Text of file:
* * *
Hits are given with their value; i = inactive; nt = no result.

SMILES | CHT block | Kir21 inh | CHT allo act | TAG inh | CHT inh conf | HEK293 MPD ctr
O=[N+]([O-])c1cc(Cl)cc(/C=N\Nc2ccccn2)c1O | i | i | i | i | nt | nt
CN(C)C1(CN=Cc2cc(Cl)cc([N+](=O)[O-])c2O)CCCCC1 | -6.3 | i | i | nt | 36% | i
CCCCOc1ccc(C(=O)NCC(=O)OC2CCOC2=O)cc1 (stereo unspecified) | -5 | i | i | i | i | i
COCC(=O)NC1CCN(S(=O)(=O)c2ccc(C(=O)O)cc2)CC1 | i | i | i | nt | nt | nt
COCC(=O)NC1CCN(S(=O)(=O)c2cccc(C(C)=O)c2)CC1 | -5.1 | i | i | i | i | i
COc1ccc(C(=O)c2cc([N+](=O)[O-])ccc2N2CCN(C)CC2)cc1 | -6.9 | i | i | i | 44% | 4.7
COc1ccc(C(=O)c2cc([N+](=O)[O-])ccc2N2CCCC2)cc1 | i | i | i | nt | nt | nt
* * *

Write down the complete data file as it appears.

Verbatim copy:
Hits are given with their value; i = inactive; nt = no result.

SMILES | CHT block | Kir21 inh | CHT allo act | TAG inh | CHT inh conf | HEK293 MPD ctr
O=[N+]([O-])c1cc(Cl)cc(/C=N\Nc2ccccn2)c1O | i | i | i | i | nt | nt
CN(C)C1(CN=Cc2cc(Cl)cc([N+](=O)[O-])c2O)CCCCC1 | -6.3 | i | i | nt | 36% | i
CCCCOc1ccc(C(=O)NCC(=O)OC2CCOC2=O)cc1 (stereo unspecified) | -5 | i | i | i | i | i
COCC(=O)NC1CCN(S(=O)(=O)c2ccc(C(=O)O)cc2)CC1 | i | i | i | nt | nt | nt
COCC(=O)NC1CCN(S(=O)(=O)c2cccc(C(C)=O)c2)CC1 | -5.1 | i | i | i | i | i
COc1ccc(C(=O)c2cc([N+](=O)[O-])ccc2N2CCN(C)CC2)cc1 | -6.9 | i | i | i | 44% | 4.7
COc1ccc(C(=O)c2cc([N+](=O)[O-])ccc2N2CCCC2)cc1 | i | i | i | nt | nt | nt